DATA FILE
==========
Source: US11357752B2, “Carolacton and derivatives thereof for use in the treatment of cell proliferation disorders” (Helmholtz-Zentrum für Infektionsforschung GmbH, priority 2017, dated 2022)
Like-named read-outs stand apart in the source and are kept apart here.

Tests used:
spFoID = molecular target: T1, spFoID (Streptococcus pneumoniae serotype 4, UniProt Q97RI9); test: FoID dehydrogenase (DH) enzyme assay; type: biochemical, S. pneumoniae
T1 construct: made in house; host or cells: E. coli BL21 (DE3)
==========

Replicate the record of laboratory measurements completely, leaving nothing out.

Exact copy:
Source: US11357752B2, “Carolacton and derivatives thereof for use in the treatment of cell proliferation disorders” (Helmholtz-Zentrum für Infektionsforschung GmbH, priority 2017, dated 2022)
Like-named read-outs stand apart in the source and are kept apart here.

Tests used:
spFoID = molecular target: T1, spFoID (Streptococcus pneumoniae serotype 4, UniProt Q97RI9); test: FoID dehydrogenase (DH) enzyme assay; type: biochemical, S. pneumoniae
T1 construct: made in house; host or cells: E. coli BL21 (DE3)